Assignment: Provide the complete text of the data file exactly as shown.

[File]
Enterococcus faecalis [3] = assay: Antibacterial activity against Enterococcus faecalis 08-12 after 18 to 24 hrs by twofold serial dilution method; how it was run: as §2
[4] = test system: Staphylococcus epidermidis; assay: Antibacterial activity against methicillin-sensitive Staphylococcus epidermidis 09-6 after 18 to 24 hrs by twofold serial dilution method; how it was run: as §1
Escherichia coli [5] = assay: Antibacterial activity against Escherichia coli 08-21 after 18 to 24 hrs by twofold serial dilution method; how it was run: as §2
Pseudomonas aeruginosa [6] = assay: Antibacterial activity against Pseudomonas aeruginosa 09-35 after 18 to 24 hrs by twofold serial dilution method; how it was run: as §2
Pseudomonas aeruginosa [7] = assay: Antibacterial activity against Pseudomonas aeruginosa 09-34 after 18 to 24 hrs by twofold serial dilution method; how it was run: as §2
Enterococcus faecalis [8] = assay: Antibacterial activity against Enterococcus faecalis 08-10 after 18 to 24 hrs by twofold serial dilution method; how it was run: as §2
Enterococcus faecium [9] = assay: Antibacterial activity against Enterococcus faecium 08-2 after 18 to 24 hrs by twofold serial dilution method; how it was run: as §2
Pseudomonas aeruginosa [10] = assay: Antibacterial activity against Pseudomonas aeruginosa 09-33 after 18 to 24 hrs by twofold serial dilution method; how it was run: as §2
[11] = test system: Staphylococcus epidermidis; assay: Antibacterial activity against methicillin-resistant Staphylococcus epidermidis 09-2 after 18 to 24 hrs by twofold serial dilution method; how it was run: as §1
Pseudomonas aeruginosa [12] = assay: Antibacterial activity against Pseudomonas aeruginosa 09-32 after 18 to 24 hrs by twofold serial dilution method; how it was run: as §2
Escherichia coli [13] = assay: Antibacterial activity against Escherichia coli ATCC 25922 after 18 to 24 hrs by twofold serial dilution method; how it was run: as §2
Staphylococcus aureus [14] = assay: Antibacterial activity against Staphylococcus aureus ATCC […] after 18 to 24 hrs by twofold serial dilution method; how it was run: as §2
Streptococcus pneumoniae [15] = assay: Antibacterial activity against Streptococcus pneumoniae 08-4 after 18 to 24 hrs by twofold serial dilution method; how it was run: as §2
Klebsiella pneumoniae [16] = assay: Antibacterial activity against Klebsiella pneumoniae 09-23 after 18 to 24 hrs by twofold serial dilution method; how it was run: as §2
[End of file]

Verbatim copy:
Enterococcus faecalis [3] = assay: Antibacterial activity against Enterococcus faecalis 08-12 after 18 to 24 hrs by twofold serial dilution method; how it was run: as §2
[4] = test system: Staphylococcus epidermidis; assay: Antibacterial activity against methicillin-sensitive Staphylococcus epidermidis 09-6 after 18 to 24 hrs by twofold serial dilution method; how it was run: as §1
Escherichia coli [5] = assay: Antibacterial activity against Escherichia coli 08-21 after 18 to 24 hrs by twofold serial dilution method; how it was run: as §2
Pseudomonas aeruginosa [6] = assay: Antibacterial activity against Pseudomonas aeruginosa 09-35 after 18 to 24 hrs by twofold serial dilution method; how it was run: as §2
Pseudomonas aeruginosa [7] = assay: Antibacterial activity against Pseudomonas aeruginosa 09-34 after 18 to 24 hrs by twofold serial dilution method; how it was run: as §2
Enterococcus faecalis [8] = assay: Antibacterial activity against Enterococcus faecalis 08-10 after 18 to 24 hrs by twofold serial dilution method; how it was run: as §2
Enterococcus faecium [9] = assay: Antibacterial activity against Enterococcus faecium 08-2 after 18 to 24 hrs by twofold serial dilution method; how it was run: as §2
Pseudomonas aeruginosa [10] = assay: Antibacterial activity against Pseudomonas aeruginosa 09-33 after 18 to 24 hrs by twofold serial dilution method; how it was run: as §2
[11] = test system: Staphylococcus epidermidis; assay: Antibacterial activity against methicillin-resistant Staphylococcus epidermidis 09-2 after 18 to 24 hrs by twofold serial dilution method; how it was run: as §1
Pseudomonas aeruginosa [12] = assay: Antibacterial activity against Pseudomonas aeruginosa 09-32 after 18 to 24 hrs by twofold serial dilution method; how it was run: as §2
Escherichia coli [13] = assay: Antibacterial activity against Escherichia coli ATCC 25922 after 18 to 24 hrs by twofold serial dilution method; how it was run: as §2
Staphylococcus aureus [14] = assay: Antibacterial activity against Staphylococcus aureus ATCC […] after 18 to 24 hrs by twofold serial dilution method; how it was run: as §2
Streptococcus pneumoniae [15] = assay: Antibacterial activity against Streptococcus pneumoniae 08-4 after 18 to 24 hrs by twofold serial dilution method; how it was run: as §2
Klebsiella pneumoniae [16] = assay: Antibacterial activity against Klebsiella pneumoniae 09-23 after 18 to 24 hrs by twofold serial dilution method; how it was run: as §2